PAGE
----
The U.S. House of Representatives passed bipartisan legislation today that would give small businesses more flexibility in how they use loans received through the Paycheck Protection Program (PPP). HR 7010, the Paycheck Protection Program Flexibility Act passed by a vote of 417 to one. The bill now heads to the Senate.

The legislation stems from complaints from small businesses that under the terms laid out in the Coronavirus Aid, Relief, and Economic Security Act (CARES Act), they are unable to take advantage of the loan program. For example, some businesses still face COVID-19-imposed safety restrictions and won’t be able to rehire employees in the timeframe originally set by the law.

“At its core, representation begins with listening,” says Rep. Dean Phillips of Minnesota, who co-authored the bill with Texas congressman Chip Roy, in a speech on the House floor. “Our small-business owners, the institutions of our Main Streets and the glue of our communities, are asking us to take actions to solve problems and engage in some good old-fashioned teamwork… This bill will help people in the ways that they need and we haven’t a moment to lose.”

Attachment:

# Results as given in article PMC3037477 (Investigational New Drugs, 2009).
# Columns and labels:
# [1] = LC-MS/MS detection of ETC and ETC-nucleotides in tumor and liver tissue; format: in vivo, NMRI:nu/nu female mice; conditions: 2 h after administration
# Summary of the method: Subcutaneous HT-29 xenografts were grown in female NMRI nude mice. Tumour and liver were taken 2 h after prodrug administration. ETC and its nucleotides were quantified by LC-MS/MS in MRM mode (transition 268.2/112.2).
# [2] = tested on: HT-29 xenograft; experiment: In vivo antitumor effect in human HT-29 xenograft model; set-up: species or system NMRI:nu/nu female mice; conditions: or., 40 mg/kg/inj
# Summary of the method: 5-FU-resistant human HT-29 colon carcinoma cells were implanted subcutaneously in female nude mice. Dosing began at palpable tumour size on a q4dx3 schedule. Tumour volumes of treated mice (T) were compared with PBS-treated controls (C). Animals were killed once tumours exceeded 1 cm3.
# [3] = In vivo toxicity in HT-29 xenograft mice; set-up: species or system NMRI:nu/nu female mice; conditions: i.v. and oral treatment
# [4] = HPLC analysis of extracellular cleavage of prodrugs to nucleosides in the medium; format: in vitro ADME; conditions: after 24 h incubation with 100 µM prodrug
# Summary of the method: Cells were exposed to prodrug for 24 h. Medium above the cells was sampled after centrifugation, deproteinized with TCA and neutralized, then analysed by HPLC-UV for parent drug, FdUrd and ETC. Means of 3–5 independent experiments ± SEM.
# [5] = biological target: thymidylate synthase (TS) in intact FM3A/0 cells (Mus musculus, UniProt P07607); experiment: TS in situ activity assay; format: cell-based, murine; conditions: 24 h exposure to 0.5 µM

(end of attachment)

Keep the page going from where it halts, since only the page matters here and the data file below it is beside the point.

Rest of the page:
Among the bill’s provisions, it will extend the expense forgiveness period from eight weeks to 24 weeks, reduce the 75-percent payroll ratio requirement, eliminate two-year loan repayment restrictions for future borrowers, allow payroll tax deferment for PPP recipients and extend the June 30 rehiring deadline.

Rep. Roy says, “For the past two months, I’ve heard from business owners in Central Texas who want to keep their employees on the payroll, continue serving their communities, and, mostly, stay afloat until they are allowed to be fully back open for business. The Paycheck Protection Program has helped many of them do just that, but I have heard from far too many business owners that the program, as it stood, needed changes to make it work for them. I didn’t want to see another local institution go out of business because Congress is more focused on politics than helping Americans who need it. Fortunately, our bipartisan bill puts Americans first and will ensure our favorite small business are around on the other side. I am thankful to my colleagues for their overwhelming support today and I look forward to its swift passage in the Senate.”

Last Thursday, the Senate failed to pass its own version of the legislation before adjourning for its Memorial Day recess. The bill it is considering is largely similar to what the House passed today and also enjoys bipartisan support, although it extends the timeframe for businesses to use PPP funds to 16 weeks instead of 24.

Treasury Secretary Steve Mnuchin has also voiced support for the PPP program update, although he has defended the program’s original limitation of spending funds on non-payroll expenses to 25 percent—the House bill expands the split from 75/25 to 60/40.